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Ann N Y Acad Sci. 2015 Sep;1353:41-59. doi: 10.1111/nyas.12842. Epub 2015 Aug 6.

Imaging methods for analyzing body composition in human obesity and cardiometabolic disease.

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Division of Gastroenterology, Hepatology and Nutrition, Department of Medicine, Vanderbilt University, Nashville, Tennessee.
Department of Radiology and Radiological Sciences, Vanderbilt University, Nashville, Tennessee.


Advances in the technological qualities of imaging modalities for assessing human body composition have been stimulated by accumulating evidence that individual components of body composition have significant influences on chronic disease onset, disease progression, treatment response, and health outcomes. Importantly, imaging modalities have provided a systematic method for differentiating phenotypes of body composition that diverge from what is considered normal, that is, having low bone mass (osteopenia/osteoporosis), low muscle mass (sarcopenia), high fat mass (obesity), or high fat with low muscle mass (sarcopenic obesity). Moreover, advances over the past three decades in the sensitivity and quality of imaging not just to discern the amount and distribution of adipose and lean tissue but also to differentiate layers or depots within tissues and cells is enhancing our understanding of distinct mechanistic, metabolic, and functional roles of body composition within human phenotypes. In this review, we focus on advances in imaging technologies that show great promise for future investigation of human body composition and how they are being used to address the pandemic of obesity, metabolic syndrome, and diabetes.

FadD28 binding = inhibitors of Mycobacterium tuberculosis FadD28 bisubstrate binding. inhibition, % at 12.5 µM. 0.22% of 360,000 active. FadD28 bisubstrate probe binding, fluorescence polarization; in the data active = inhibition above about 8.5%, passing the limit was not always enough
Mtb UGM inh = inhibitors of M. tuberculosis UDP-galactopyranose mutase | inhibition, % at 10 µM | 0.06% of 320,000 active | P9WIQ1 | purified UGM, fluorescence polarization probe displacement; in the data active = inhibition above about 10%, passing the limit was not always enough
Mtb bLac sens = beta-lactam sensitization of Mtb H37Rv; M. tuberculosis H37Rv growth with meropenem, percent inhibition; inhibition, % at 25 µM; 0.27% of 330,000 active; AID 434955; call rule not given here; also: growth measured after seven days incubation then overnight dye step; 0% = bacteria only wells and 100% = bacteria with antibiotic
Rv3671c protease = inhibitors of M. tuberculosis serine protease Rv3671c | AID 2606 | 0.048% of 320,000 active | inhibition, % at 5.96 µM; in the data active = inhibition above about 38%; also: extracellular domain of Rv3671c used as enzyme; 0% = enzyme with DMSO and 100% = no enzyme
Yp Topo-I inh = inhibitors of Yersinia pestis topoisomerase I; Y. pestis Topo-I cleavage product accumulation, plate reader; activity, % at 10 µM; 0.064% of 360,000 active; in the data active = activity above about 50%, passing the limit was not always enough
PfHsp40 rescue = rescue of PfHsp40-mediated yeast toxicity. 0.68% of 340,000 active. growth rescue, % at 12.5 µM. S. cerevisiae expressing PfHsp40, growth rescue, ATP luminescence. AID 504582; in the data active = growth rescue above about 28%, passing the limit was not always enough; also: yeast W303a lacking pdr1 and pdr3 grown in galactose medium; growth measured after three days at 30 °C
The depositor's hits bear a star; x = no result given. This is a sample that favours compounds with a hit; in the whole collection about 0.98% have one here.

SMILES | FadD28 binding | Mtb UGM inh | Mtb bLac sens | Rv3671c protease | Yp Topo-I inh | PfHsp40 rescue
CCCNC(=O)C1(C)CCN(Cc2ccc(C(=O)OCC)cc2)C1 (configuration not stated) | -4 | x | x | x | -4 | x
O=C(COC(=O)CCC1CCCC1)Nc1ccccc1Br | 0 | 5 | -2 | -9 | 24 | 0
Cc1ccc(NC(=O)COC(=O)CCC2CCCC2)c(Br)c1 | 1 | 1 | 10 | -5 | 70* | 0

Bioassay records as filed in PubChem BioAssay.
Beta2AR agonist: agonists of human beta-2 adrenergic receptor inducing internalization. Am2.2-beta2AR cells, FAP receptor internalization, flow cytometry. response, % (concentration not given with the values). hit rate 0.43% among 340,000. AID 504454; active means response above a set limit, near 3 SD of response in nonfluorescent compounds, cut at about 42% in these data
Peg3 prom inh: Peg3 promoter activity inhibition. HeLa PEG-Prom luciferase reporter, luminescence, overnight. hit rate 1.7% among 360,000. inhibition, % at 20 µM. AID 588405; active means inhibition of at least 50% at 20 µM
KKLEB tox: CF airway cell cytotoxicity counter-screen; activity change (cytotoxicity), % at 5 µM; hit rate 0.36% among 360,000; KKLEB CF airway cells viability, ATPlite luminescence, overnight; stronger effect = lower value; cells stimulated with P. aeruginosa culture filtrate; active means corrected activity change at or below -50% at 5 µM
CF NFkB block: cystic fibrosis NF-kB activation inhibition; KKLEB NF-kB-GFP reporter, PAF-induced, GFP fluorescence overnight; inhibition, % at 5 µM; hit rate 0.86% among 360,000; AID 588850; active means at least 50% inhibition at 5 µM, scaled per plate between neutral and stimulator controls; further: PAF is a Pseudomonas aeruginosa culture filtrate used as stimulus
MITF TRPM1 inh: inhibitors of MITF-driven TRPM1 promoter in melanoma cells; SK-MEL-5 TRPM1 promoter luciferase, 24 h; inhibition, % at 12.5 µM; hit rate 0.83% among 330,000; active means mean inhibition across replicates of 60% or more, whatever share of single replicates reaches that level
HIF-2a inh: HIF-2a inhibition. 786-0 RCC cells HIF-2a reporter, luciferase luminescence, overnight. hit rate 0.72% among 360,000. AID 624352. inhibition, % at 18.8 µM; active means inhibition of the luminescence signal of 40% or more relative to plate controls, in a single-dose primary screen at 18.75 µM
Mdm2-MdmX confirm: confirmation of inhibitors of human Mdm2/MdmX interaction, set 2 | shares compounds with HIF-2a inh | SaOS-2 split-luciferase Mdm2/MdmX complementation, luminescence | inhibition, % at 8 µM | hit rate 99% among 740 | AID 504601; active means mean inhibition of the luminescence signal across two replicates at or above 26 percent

CT; DXA; MRI; MRS; body composition; diabetes; imaging; obesity

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